Features: My ET 270 is a MIJ. Usual number of frets. Body style is an unusual elongated Mostrite/Strat with thin neck. Rosewood fretboard. Dual single coils once described as mini P 90s. Non covered tuners! Has a slider Switch for bass boost. Non locking tuners that have never failed me. Bought it in 1997/8. Has original chipboard case. Has original vibrato bar. Floating trem. // 10

Sound: My ET 270 plays surf, rock, blues rock, boogie and country. I use a Fender Studio Bass anmp-paid $100 for it, replaced one tube-and several other amps, including Gibson RVT 15, 30 and 45, as well as an old tube Newcomb, a Kalamazoo Model Two, a Danelectro Dirty Thirty. For effects: Emerald Echo, Dano Distortion, old Pro Co Rat, Morley Wah, Vox wah (not at the same time) old yellow Boss pedal, Johnson J Station. // 10

Action, Fit & Finish: I bought the guitar used. I've changed only the strings-and none too frequently. (interesting plastic rollers at the bridge). Red paint. It is a nearly perfect guitar (but see my Guild S60 and Epi Genesis). Tone pots are getting a little scratchy. But so would you after thirty years of being tossed, thrown, dropped and left out of your case for weeks on end. // 10

Reliability & Durability: I've never had a problem with it for eleven to twelve years. I doubt that I ever will. The ET 270 is well known for live playing. Ask Kurt Cobain. I play it more than my Rickenbacker re issue. Finish is fine, and will continue to be so for another thirty years. // 10

Overall Impression: I play a lot of rock, a little country, a tiny bit of jazz, some surf, godforbid grunge and punk sounds... I've been playing either too long or not long enough, depends on which ex wife or grown daughter you ask. People have stopped saying "If you don't quit picking on that thing it will never heal". Grateful for that... I had two ET 270s, and I deeply regret losing the other one. Interestingly, I was looking at the one I bought, the store owner said a guy was in the day before and had just called him, saying he had dreamed he bought the ET 270 and was on his way over to get it. I immediately bought in on the spot. Bothers me. Hope he got another ET 270. I would compare this to a Mosrite or Mosrite clone. I sometimes wish it had another pickup. Don't like the black pick guard. Wish the handle on the vibrato bar was flat. I bent the bar best I could... If it wear lost or stolen I would get another one. Probably two. I appreciate everything about the ET 270. Light weight, great neck, well built. I do question the state of mind of Kurt Cobain for having publicly destroyed his ET 270. It boogies with the best of them. // 10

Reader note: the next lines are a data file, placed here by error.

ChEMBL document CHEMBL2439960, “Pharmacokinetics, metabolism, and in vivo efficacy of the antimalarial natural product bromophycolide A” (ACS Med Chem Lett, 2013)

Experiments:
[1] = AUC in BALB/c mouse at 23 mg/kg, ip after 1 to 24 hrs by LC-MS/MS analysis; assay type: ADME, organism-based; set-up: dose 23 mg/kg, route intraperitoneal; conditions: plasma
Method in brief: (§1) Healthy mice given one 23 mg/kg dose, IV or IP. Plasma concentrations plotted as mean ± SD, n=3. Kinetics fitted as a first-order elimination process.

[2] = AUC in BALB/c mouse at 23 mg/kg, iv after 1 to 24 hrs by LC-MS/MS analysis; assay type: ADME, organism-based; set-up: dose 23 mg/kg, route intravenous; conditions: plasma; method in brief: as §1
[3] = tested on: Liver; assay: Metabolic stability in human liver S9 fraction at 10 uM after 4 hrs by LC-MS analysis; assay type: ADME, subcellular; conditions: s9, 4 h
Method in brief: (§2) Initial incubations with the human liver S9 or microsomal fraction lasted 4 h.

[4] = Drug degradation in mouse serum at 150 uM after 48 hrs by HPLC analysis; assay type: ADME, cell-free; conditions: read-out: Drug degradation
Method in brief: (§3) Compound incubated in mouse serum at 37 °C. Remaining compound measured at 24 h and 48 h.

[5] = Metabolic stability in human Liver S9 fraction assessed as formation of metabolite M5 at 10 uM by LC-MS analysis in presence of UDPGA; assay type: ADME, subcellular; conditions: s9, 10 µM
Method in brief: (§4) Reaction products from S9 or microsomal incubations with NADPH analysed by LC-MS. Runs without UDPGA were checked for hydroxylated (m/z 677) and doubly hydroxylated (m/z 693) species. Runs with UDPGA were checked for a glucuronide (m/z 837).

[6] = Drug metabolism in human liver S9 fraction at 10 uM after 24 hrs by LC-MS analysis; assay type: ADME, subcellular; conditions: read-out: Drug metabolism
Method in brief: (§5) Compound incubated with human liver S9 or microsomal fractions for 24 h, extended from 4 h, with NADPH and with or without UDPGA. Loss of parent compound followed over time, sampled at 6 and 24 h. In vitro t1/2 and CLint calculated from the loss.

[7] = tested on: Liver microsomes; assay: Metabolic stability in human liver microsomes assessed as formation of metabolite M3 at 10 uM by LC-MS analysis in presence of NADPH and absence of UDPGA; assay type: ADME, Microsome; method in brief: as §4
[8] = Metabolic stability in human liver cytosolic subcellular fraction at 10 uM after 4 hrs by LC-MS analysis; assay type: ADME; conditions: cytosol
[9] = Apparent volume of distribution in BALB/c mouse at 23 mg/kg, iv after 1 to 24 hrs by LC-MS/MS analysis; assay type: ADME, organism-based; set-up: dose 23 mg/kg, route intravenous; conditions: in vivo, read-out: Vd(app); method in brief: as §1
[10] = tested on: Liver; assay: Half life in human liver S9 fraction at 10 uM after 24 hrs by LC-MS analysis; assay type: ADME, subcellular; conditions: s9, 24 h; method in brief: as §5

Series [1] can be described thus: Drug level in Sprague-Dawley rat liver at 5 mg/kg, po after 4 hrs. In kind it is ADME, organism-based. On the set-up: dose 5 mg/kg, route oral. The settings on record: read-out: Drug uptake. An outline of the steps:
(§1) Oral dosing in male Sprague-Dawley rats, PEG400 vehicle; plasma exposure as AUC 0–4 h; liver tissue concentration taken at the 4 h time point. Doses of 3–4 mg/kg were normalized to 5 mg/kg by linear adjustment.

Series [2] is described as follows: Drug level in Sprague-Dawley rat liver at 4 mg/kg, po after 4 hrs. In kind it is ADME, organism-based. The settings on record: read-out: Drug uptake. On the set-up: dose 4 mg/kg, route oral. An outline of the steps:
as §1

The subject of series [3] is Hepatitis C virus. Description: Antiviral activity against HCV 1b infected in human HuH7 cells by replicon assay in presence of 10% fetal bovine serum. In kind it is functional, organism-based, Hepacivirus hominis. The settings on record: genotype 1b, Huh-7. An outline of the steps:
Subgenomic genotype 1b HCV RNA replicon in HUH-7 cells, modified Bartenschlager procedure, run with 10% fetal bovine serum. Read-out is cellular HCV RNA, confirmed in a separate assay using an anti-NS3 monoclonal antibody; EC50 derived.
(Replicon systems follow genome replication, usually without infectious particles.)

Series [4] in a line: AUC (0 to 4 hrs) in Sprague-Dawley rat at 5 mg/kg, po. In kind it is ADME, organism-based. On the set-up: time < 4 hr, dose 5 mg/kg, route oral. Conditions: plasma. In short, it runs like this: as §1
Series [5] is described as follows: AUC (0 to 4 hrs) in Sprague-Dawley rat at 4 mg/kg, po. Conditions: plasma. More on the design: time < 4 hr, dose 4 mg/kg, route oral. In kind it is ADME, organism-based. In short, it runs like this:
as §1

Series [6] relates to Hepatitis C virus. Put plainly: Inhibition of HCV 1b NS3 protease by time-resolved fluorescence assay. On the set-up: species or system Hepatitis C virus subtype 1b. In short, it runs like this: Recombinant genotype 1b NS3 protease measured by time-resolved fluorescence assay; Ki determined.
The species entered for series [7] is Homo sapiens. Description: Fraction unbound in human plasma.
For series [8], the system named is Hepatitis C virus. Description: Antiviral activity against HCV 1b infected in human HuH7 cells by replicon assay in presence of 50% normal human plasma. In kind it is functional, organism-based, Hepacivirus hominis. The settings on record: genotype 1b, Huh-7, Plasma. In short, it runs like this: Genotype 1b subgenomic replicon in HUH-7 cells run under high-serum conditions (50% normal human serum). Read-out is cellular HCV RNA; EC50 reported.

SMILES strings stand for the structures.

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overall: 8.6
ET-270 Reviewed by: erichothand, on july 29, 2011
0 of 0 people found this review helpful

Price paid: $ 69

Purchased from: Springfield Music, Springfield, Mo.

Features: I purchased this in 1971, 40 years ago when I was 12; it was 6 months old at the time. It is just like the previous pictures in this thread, a wonderful transparent red finish. However, I believe mine is one of the earlier 270's as it has a laminated (layered black/white/black) pickguard instead of the solid black, and did not have the "E" logo in the middle of the pickguard. It has the same pickups as those pictured. This guitar came modified by the previous owner who had it 6 months; the frets were filed heavily, but was done with care as far as fretting out correctly. In my very subjective opinion, it's what made this guitar so exceptionally fast and "playable" for my kid fingers at the time. // 7